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19 April 2010

Google Focusing on Online Video Future

OggTheora-200x133As you should remember, Goggle has purchased On2, the video codec company, not so long ago. This made many open source proponents hope that Google is going to release On2’s technology to the public as patent-free and open source. That was determined by the fact that On2 had earlier donated the code from another codec to Ogg Theora, which is a video open source project, and possibly could do that again.
Another thing is that On2 purchase was made exactly in time of the discussion of switching from Flash to HTML5 in the web. There are many proponents of free online standards which would be happy to see web video being delivered via the simple <video> element in HTML5. As Google owns YouTube, everything it does regarding video is going important to the public, and such a move could make video distribution online absolutely free, as opposed to Adobe’s Flash, for example. There is an alternative presented by H.264, which is now becoming an open source standard, but it won’t be free forever, because MPEG-LA promised to keep it royalty free only till 2015.

                 So when Google leaked its decision to launch VP8 free of charge and YouTube made more moves to HTML5, it looked quite like a revolution in digital video. However, the reason for it remains unclear – why would Google go to such costs and effort to change the present situation with online video? H.264 is now a good choice for many, and YouTube has seemed happy with Flash even in its earlier days. Probably, the real incentive for the search giant’s HTML5 and VP8 is simply about advertising. That’s not a surprise for those who understand where Google earns its revenue. By stealing the control over video delivery from H.264 and Flash, Google would be able to reinforce its own role in video ads on YouTube, and therefore hinder Microsoft to interfere with IE and Silverlight (or whatever Apple was planning when built video advertising upon Safari). When Mozilla decided to choose H.264 support, Microsoft and Apple have got an opportunity to push their browsers and probably advertising schemes on compelling video material. So when Google will do the same, switching YouTube to VP8/HTML5, the other browsers will give it a commanding position.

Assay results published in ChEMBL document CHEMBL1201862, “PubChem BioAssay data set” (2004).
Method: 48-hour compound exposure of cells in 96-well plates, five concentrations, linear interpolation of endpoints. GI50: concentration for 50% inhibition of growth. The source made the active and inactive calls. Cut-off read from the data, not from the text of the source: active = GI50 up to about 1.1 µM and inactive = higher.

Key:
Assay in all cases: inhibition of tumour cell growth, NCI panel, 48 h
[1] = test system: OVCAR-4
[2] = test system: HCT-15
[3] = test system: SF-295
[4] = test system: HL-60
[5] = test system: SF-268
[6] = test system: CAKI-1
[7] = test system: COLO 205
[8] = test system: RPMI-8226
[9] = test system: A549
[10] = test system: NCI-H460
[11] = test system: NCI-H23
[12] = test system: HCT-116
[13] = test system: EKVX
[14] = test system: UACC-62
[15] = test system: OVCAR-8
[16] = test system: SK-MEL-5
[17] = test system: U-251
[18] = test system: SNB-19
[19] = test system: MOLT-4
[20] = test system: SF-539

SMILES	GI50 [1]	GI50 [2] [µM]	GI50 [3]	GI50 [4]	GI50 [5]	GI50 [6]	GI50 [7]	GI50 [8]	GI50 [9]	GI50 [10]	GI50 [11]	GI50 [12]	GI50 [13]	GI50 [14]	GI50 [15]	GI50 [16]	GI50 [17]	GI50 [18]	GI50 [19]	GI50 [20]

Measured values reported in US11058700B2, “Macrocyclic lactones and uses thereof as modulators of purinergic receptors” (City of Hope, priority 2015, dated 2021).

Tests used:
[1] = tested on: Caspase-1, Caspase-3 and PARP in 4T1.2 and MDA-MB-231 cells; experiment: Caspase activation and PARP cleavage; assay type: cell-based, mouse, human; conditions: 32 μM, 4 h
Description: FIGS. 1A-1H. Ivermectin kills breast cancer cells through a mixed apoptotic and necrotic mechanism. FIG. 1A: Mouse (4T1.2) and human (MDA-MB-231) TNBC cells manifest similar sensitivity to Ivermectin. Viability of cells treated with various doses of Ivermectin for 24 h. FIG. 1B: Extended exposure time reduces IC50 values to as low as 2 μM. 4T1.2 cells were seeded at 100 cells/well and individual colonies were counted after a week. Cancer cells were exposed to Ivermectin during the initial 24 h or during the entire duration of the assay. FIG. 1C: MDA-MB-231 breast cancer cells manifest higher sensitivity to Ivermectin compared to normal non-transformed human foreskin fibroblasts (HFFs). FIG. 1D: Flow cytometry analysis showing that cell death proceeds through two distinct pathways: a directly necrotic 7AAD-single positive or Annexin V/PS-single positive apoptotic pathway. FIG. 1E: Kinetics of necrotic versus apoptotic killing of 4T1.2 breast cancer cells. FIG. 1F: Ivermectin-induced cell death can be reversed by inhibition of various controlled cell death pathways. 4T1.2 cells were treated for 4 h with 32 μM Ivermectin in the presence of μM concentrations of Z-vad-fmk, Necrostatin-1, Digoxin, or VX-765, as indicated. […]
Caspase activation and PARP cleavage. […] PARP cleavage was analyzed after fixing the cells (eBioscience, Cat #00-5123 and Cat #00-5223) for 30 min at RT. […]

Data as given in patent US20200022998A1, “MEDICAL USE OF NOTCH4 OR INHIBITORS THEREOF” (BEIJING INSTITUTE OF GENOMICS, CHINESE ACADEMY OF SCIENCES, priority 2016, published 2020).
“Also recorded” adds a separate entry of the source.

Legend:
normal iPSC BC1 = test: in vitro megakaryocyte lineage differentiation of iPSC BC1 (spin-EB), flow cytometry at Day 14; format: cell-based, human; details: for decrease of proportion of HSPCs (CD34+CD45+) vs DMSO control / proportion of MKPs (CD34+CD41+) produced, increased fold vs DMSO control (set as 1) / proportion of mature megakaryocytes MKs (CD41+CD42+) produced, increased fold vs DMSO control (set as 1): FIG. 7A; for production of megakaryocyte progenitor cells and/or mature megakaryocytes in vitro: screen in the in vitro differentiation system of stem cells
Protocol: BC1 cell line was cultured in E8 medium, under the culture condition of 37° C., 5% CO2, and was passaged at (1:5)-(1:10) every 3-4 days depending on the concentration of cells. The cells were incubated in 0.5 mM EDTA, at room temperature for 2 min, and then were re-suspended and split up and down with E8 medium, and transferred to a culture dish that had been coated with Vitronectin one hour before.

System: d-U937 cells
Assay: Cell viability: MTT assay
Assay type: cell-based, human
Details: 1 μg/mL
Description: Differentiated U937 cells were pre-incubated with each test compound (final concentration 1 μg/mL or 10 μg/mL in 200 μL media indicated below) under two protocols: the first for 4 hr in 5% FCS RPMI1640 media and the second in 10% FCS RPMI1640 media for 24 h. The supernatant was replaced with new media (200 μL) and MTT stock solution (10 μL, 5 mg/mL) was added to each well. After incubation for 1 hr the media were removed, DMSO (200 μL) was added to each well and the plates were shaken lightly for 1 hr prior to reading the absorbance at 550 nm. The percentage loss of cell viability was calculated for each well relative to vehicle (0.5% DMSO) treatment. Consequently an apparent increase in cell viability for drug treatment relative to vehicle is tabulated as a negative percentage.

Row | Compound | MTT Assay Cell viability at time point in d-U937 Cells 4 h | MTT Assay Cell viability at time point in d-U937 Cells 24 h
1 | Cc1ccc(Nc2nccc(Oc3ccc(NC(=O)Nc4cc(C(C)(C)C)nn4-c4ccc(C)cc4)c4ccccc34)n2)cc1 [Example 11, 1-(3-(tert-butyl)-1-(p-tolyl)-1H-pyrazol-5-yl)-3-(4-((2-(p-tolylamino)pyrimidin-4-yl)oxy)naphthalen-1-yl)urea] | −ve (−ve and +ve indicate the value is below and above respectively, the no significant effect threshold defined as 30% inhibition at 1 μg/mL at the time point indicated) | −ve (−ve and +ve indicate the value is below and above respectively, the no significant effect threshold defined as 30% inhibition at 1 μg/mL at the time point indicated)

It turns out that decisions on browser plug-ins and codecs can have a great affect on the very shape of the web. Google, having already spent millions of dollars on this front, should clearly understand the importance of video strategy.